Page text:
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The Internet goes up in flames: Could 512k be the new Y2K?

We've all heard that the lack of Internet Protocol version 4 (IPv4) could cause problems in the future, if businesses and users don't transition to the newer IPv6 – well, that future is now. Internet service providers in the UK like BT and Virgin went down, as did major network providers in the US including AT&T, Time Warner, and Verizon, in what looked to be one of the largest and most widespread outages in Internet history.

Many of the service providers, for instance BT in the UK, and LiquidWeb in Michigan (opens in new tab), initially believed local flooding to be the cause of the outage, this turned out not to be the case. In fact, it appears that the outage was caused by a problem with older routers and their inability to deal with the ever increasing size of the Internet's routing table.

That's because today many Border Gateway Protocol (BGP) routers need to store a map of the internet defining which IP address range belongs to which network. Due to the increasing scarcity of IPv4 space, registrars and ISPs assign smaller and smaller netblocks to customers, leading to a more and more fragmented topology. Many older routers are limited to store 512k entries, and the Internet's routing table has become large enough to reach this limit. Tuesday morning, it appears to have exceeded this limit for a short time, as this graph by Team Cymru (opens in new tab) shows.

IPv4 is the fourth version in the development of the Internet Protocol (IP) Internet, and routes most traffic on the Internet, but a scary phenomenon known as "address exhaustion" has seen a depletion of the pool of unallocated IP addresses. Today, IPv4 provides approximately 4.3 billion addresses around the world, but with the unprecedented proliferation of Internet connected devices involved in the mobile revolution and the Internet of things, the number of addresses is growing rapidly.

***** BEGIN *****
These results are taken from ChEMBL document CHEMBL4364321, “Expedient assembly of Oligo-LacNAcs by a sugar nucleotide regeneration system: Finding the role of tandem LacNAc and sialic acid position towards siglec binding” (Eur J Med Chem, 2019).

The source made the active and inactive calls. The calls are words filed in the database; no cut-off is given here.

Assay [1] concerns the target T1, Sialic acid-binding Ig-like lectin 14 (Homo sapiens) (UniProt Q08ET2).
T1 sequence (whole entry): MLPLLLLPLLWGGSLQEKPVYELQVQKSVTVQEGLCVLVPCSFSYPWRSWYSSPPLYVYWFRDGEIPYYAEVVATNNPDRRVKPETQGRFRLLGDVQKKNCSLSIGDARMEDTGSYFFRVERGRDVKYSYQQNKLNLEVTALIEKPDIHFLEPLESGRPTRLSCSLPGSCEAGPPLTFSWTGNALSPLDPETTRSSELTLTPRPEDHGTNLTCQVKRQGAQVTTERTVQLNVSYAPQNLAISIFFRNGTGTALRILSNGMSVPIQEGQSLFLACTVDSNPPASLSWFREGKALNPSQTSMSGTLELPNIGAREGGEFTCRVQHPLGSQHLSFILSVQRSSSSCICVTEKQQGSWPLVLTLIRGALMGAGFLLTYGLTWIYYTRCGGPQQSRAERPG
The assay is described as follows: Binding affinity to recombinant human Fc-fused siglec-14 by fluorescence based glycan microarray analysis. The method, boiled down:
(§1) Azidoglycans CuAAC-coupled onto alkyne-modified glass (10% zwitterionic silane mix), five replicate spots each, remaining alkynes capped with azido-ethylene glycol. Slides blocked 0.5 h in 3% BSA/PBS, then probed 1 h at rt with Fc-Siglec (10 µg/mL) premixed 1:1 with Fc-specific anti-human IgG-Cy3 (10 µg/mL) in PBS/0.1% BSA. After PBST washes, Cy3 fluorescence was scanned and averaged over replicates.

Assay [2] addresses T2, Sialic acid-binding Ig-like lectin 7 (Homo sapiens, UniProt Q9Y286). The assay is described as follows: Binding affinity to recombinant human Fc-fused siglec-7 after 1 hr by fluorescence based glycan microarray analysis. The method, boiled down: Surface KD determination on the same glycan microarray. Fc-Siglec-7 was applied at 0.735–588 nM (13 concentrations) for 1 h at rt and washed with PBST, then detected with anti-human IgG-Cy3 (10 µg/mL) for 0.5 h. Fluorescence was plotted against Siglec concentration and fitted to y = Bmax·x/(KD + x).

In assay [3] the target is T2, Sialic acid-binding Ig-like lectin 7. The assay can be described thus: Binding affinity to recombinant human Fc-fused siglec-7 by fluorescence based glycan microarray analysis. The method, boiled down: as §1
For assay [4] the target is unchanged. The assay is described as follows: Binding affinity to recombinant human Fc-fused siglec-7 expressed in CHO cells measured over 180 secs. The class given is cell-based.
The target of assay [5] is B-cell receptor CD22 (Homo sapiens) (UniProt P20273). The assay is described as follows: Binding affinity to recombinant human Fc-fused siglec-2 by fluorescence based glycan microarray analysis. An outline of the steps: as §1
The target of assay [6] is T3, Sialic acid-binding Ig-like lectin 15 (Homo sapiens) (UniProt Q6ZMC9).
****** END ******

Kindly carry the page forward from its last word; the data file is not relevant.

Porthole AdThe IP address space is managed by the Internet Assigned Numbers Authority (IANA) globally, and by five regional Internet registries (RIR) responsible in their designated territories for assignment to end users and local Internet registries, such as Internet service providers.

For users of older routers affected by the problems, Cisco published guidelines on how to fix the issue (opens in new tab). Also contact your vendor if you've been affected.

But most of all, just update your router. The routing table is only going to get larger over the next few years, until networks finally catch on to IPv6 and rely less on IPv4.

Paul Cooper
Paul Cooper

Paul has worked as an archivist, editor and journalist, and has a PhD in the cultural and literary significance of ruins. His writing has appeared in the New York Times, The BBC, The Atlantic, National Geographic, and Discover Magazine, and he was previously Staff Writer and Journalist at ITProPortal.